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Author Topic: 11mm and 12mm rotary encoders?  (Read 1989 times)
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I wonder if someone knows the answer to this probably obvious question. I have see on digikey.com 11mm rotary encoders and 12mm rotary encoders. I wonder where that 11mm or 12mm comes from:

Datasheets:

http://www.bitechnologies.com/pdfs/en11.pdf

http://www.bitechnologies.com/pdfs/en12.pdf

Besides some apparent different in the options (pulse per revolution, push button, shaft type and shaft lengths) the foot print is almost identical, with the 12mm a bit wider in one dimension. Were there 11mm 12mm names historical or do they refer to something I obviously didn't catch? Thank you!
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It appears that their width is 11.7mm and 12.4mm, respecively. That would be my guess how they got their name.
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I noticed that too. Kind of superficial difference. "Hey, we have two types of rotary encoders, they kind of differ only by 10 percent in a minor dimension". Should be other reason?!
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For potentiometers the normal dimension to use is the shaft diameter.  Knowing what sized hole to drill in the front panel
is also useful.
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Borh series have 6mm diameter shafts.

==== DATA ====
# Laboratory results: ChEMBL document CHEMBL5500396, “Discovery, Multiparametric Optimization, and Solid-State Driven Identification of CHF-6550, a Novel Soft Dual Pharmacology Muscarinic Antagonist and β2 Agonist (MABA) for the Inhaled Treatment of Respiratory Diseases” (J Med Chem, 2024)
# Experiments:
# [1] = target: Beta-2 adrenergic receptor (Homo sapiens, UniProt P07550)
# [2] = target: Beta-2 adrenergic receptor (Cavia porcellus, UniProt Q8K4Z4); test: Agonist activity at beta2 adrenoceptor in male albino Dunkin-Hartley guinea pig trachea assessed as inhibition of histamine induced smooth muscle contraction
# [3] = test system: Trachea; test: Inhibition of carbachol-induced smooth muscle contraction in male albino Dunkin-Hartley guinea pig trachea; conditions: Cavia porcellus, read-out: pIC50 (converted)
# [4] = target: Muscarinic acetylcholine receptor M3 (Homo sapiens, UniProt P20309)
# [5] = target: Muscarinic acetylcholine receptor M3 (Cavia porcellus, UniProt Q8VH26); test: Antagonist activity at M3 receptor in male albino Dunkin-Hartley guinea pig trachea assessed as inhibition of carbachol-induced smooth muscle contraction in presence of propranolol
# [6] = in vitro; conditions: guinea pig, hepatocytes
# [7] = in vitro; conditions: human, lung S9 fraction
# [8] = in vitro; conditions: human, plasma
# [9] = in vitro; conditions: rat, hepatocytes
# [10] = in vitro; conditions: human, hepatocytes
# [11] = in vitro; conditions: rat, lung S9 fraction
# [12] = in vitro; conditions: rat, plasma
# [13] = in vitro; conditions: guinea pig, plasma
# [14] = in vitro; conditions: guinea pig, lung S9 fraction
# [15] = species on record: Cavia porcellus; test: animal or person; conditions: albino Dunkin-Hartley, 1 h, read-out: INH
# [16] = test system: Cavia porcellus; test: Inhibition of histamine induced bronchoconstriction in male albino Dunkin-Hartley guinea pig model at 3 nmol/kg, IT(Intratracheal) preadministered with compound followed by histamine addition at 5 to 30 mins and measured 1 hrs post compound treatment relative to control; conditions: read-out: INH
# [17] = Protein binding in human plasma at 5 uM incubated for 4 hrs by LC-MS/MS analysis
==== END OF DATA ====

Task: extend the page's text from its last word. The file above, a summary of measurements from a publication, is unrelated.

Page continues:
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Maybe it does not refer to a measurement dimension but to case style. EN11 is cast metal body & shaft, EN12 is pressed metal body & plastic shaft.

Thanks Riva. I start to grow a feeling that there is no huge difference between 11mm and 12mm encoders.
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Other than one has parts that are a bit more durable, and encoder is and encoder. They Give pulses as you rotate them. The various sizes have more to do with mounting than with function.
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Other than one has parts that are a bit more durable, and encoder is and encoder. They Give pulses as you rotate them. The various sizes have more to do with mounting than with function.

Boy I disagree.  The first encoders I bought were mechanical ones with detents.  Then I bought several optical ones that give a whole lot more resolution and no freaking detents.  I love these encoders, they are the nicest thing I have as far as user interface parts.  They also breadboard really well.

http://www.ebay.com/itm/370592502534

It is so choice. If you have the means, I highly recommend picking one up.
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That's the whole reason I was buying these encoders, for user interface. A rotary encoder is analog/digital in one. You can control speed with how fast you turn it, with a large range of speed. With buttons, you cannot press them too fast.

http://arduino.cc/forum/index.php/topic,130945
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Other than one has parts that are a bit more durable, and encoder is and encoder. They Give pulses as you rotate them. The various sizes have more to do with mounting than with function.